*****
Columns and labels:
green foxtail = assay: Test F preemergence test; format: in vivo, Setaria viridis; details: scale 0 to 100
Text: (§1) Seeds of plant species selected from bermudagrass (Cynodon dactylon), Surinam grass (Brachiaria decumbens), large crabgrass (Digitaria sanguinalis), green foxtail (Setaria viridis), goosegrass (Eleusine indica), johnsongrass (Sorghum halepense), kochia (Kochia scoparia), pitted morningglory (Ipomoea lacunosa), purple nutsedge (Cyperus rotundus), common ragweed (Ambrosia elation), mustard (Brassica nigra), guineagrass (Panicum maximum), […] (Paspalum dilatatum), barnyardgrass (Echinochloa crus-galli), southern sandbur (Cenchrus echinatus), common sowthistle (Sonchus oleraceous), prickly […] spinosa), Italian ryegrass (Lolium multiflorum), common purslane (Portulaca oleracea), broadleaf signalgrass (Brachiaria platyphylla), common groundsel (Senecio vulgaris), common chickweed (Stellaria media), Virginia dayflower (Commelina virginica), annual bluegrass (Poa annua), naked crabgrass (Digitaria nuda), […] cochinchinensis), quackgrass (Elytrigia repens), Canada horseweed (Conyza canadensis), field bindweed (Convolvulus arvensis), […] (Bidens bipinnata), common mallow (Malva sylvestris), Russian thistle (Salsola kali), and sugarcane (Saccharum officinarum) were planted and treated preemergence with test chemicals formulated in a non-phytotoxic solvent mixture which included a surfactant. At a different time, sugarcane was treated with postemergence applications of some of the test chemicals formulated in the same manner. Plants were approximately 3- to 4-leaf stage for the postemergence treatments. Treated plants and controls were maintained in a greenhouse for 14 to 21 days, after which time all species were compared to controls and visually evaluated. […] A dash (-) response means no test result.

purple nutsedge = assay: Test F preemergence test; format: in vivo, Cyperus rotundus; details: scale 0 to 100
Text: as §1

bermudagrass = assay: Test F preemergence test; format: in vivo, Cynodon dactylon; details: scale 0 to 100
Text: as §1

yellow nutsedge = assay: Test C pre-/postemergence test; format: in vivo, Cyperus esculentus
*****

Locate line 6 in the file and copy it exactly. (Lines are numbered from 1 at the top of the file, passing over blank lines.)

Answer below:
bermudagrass = assay: Test F preemergence test; format: in vivo, Cynodon dactylon; details: scale 0 to 100